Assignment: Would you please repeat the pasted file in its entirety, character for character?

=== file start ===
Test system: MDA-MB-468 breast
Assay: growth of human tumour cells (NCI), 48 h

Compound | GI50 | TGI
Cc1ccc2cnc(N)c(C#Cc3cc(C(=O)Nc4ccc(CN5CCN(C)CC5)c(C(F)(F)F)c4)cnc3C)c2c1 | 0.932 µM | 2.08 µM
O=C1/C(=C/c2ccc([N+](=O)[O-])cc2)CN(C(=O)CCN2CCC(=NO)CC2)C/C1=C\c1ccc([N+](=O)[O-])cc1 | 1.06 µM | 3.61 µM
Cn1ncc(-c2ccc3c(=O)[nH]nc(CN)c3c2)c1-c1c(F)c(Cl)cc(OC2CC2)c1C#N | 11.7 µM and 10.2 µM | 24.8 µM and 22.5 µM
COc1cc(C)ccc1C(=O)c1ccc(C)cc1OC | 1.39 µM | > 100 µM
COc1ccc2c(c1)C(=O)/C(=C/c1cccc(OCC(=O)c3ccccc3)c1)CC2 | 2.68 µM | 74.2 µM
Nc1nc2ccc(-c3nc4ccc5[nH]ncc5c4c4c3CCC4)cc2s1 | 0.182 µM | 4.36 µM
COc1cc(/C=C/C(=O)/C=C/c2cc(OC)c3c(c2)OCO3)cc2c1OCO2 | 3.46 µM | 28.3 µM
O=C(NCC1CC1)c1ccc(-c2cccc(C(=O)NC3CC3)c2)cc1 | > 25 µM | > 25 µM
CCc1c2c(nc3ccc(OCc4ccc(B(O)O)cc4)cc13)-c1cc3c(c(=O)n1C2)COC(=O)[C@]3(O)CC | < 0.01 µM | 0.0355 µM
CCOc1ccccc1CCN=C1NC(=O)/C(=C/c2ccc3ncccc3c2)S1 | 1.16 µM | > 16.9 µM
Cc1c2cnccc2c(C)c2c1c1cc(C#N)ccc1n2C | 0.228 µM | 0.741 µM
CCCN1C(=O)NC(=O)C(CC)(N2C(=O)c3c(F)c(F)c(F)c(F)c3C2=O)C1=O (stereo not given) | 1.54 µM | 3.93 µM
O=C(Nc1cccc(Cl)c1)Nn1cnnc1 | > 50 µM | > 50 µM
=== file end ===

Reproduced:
Test system: MDA-MB-468 breast
Assay: growth of human tumour cells (NCI), 48 h

Compound | GI50 | TGI
Cc1ccc2cnc(N)c(C#Cc3cc(C(=O)Nc4ccc(CN5CCN(C)CC5)c(C(F)(F)F)c4)cnc3C)c2c1 | 0.932 µM | 2.08 µM
O=C1/C(=C/c2ccc([N+](=O)[O-])cc2)CN(C(=O)CCN2CCC(=NO)CC2)C/C1=C\c1ccc([N+](=O)[O-])cc1 | 1.06 µM | 3.61 µM
Cn1ncc(-c2ccc3c(=O)[nH]nc(CN)c3c2)c1-c1c(F)c(Cl)cc(OC2CC2)c1C#N | 11.7 µM and 10.2 µM | 24.8 µM and 22.5 µM
COc1cc(C)ccc1C(=O)c1ccc(C)cc1OC | 1.39 µM | > 100 µM
COc1ccc2c(c1)C(=O)/C(=C/c1cccc(OCC(=O)c3ccccc3)c1)CC2 | 2.68 µM | 74.2 µM
Nc1nc2ccc(-c3nc4ccc5[nH]ncc5c4c4c3CCC4)cc2s1 | 0.182 µM | 4.36 µM
COc1cc(/C=C/C(=O)/C=C/c2cc(OC)c3c(c2)OCO3)cc2c1OCO2 | 3.46 µM | 28.3 µM
O=C(NCC1CC1)c1ccc(-c2cccc(C(=O)NC3CC3)c2)cc1 | > 25 µM | > 25 µM
CCc1c2c(nc3ccc(OCc4ccc(B(O)O)cc4)cc13)-c1cc3c(c(=O)n1C2)COC(=O)[C@]3(O)CC | < 0.01 µM | 0.0355 µM
CCOc1ccccc1CCN=C1NC(=O)/C(=C/c2ccc3ncccc3c2)S1 | 1.16 µM | > 16.9 µM
Cc1c2cnccc2c(C)c2c1c1cc(C#N)ccc1n2C | 0.228 µM | 0.741 µM
CCCN1C(=O)NC(=O)C(CC)(N2C(=O)c3c(F)c(F)c(F)c(F)c3C2=O)C1=O (stereo not given) | 1.54 µM | 3.93 µM
O=C(Nc1cccc(Cl)c1)Nn1cnnc1 | > 50 µM | > 50 µM